How to Choose A reputable
permanent makeup school or trainer
How to choose a reputable permanent makeup training school. .We believe the following article published by The Society of Permanent Cosmetic Professionals clearly answers that question:
"The field of Permanent Cosmetics is an exciting and growing industry. Electrologists, estheticians, nurses, tattoo artists, cosmetologists and physicians are among the diverse group who have added this specialty to their portfolio of services.
The easiest form of training to find is a two-day school. But you simply cannot learn this skill to any extent in only two days. The best way to learn is from someone who will train you privately or perhaps with only one other person in the class. This form of training may last one week, one month or even six months to a year. (Traditional tattooists spend one to two years in apprenticeship before doing independent work on body tattoos. Consider how long you would like someone to study before they perform work on your face.)
The longer classes may be harder to locate but Permanent Cosmetic training facilities are emerging. Also check with vocational colleges to see if this field is included in their curriculum. Each course of study may have its drawbacks so do your homework before you sign up.
Beginning courses should only teach you how to do eyeliner, eyebrows and lip liner blend. If they claim you can do full lip color, camouflage and/or skin repigmentation, steer clear of them. These are advanced procedures and teachers who include them in a beginners level are not keeping up with the current developments in the field.
Inquire as to how many students are going to be in the class. All classes must include hands-on training with live models. If there is more than one student per trainer for hands-on work, you will not get the individual attention you need to learn these procedures effectively. Four procedures on live models should be the absolute minimum offered.
How long have the instructors been in the industry? How many procedures have they done? Ask to see their portfolio. Some people feel they can train on all levels after only two or three years in the industry. This is just not so.
Talk to someone else who has taken training from them. How much continuing education have the trainers taken? Look for certificates. Any good instructor should be attending continuing education courses at least once a year. This industry is advancing so rapidly that if a trainer is not keeping current, they are not someone who can teach you the latest advances and techniques. Look for a combination of work experience and continuing education.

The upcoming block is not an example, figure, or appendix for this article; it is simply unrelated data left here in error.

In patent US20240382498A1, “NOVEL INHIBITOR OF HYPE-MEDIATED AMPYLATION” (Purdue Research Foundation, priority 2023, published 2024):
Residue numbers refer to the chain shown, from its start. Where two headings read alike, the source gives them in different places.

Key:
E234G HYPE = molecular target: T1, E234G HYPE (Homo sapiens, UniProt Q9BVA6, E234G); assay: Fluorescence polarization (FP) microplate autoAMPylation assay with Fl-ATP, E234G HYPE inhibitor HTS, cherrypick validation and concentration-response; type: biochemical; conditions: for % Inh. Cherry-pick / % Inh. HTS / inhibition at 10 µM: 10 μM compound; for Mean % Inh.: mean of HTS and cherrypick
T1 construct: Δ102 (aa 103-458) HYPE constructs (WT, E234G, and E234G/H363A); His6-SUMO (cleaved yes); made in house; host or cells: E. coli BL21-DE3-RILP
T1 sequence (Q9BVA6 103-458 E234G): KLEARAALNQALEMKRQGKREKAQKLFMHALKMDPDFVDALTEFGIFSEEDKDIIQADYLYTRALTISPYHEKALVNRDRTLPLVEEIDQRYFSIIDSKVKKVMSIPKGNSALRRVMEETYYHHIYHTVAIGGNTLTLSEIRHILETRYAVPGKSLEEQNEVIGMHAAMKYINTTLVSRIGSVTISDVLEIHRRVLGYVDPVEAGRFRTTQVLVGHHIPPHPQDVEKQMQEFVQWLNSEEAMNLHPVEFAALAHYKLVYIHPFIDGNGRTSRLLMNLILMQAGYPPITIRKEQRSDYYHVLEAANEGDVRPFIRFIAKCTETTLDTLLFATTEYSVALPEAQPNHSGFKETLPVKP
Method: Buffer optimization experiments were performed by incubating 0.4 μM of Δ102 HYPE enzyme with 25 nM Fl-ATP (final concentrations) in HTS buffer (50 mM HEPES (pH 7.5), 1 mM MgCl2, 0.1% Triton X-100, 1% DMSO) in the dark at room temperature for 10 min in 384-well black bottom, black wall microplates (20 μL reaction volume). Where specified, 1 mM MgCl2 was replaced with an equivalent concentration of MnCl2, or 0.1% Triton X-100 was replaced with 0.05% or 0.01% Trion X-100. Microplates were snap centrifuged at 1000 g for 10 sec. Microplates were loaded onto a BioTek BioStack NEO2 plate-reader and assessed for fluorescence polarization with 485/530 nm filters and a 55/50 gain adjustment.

There is no one preferable background for your trainer. Whatever their background look for a curriculum that includes skin structure, makeup artistry, sterilization, health considerations, equipment operation and maintenance, needles, autoclaves, pigment selection and color blending. Client forms, pre and post-procedure care, chart notes, consent forms, documenting with photography, and lists of suppliers of equipment and pigments should all be included. There are many of these that are good resources.
There are three types of Permanent Makeup devices available on the market place:
1. The traditional coil/tattoo machine;
2. The rotary/pen machine;
3. The non-machine/hand method. There are strengths and weaknesses to each method. It is desirable to become familiar with all of them. Which ever system you choose to begin with, be absolutely certain the unit can be heat sterilized or the entire barrel is fully disposable. Cold sterilization is no longer acceptable and following the Centers for Disease Control guidelines, some states have already outlawed any system that is not disposable or heat sterilized.
Also find out what continuing support you will receive to answer the ongoing questions that are bound to arise. Can you come back to work with the trainer if you have a problem? Is there someone you can call for help?
For advanced procedures such as lip color, cheek blush or camouflage you will need to find an instructor who is qualified in those advanced procedures and who has certificates of continuing education for every year." End of Article
We encourage you to "interview" the schools that you are interested in attending. This will help you choose a reputable permanent makeup training school and instructor. As suggested in the article above, ask for references from former students. Find out what type of equipment they train on. The link below explains various types of permanent makeup equipment and machines used by technicians. If you have additional questions, call us at 210-585-8410.